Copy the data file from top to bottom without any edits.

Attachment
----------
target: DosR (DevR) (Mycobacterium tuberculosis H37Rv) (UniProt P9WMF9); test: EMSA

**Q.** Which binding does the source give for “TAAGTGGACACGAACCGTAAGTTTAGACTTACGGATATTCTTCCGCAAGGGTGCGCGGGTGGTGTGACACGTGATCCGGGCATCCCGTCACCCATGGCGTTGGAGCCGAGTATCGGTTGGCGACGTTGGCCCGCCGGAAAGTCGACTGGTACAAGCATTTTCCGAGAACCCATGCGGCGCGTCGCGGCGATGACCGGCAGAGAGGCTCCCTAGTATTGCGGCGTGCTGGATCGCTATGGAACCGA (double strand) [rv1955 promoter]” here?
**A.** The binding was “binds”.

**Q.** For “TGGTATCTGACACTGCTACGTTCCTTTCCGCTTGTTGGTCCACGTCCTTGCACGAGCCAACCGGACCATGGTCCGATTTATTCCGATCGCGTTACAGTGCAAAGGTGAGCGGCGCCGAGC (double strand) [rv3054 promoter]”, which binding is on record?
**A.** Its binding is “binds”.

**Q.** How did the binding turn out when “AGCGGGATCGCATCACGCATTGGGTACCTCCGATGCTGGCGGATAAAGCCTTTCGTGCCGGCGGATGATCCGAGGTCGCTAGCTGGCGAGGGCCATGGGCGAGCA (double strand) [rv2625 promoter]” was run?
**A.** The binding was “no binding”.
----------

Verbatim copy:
target: DosR (DevR) (Mycobacterium tuberculosis H37Rv) (UniProt P9WMF9); test: EMSA

**Q.** Which binding does the source give for “TAAGTGGACACGAACCGTAAGTTTAGACTTACGGATATTCTTCCGCAAGGGTGCGCGGGTGGTGTGACACGTGATCCGGGCATCCCGTCACCCATGGCGTTGGAGCCGAGTATCGGTTGGCGACGTTGGCCCGCCGGAAAGTCGACTGGTACAAGCATTTTCCGAGAACCCATGCGGCGCGTCGCGGCGATGACCGGCAGAGAGGCTCCCTAGTATTGCGGCGTGCTGGATCGCTATGGAACCGA (double strand) [rv1955 promoter]” here?
**A.** The binding was “binds”.

**Q.** For “TGGTATCTGACACTGCTACGTTCCTTTCCGCTTGTTGGTCCACGTCCTTGCACGAGCCAACCGGACCATGGTCCGATTTATTCCGATCGCGTTACAGTGCAAAGGTGAGCGGCGCCGAGC (double strand) [rv3054 promoter]”, which binding is on record?
**A.** Its binding is “binds”.

**Q.** How did the binding turn out when “AGCGGGATCGCATCACGCATTGGGTACCTCCGATGCTGGCGGATAAAGCCTTTCGTGCCGGCGGATGATCCGAGGTCGCTAGCTGGCGAGGGCCATGGGCGAGCA (double strand) [rv2625 promoter]” was run?
**A.** The binding was “no binding”.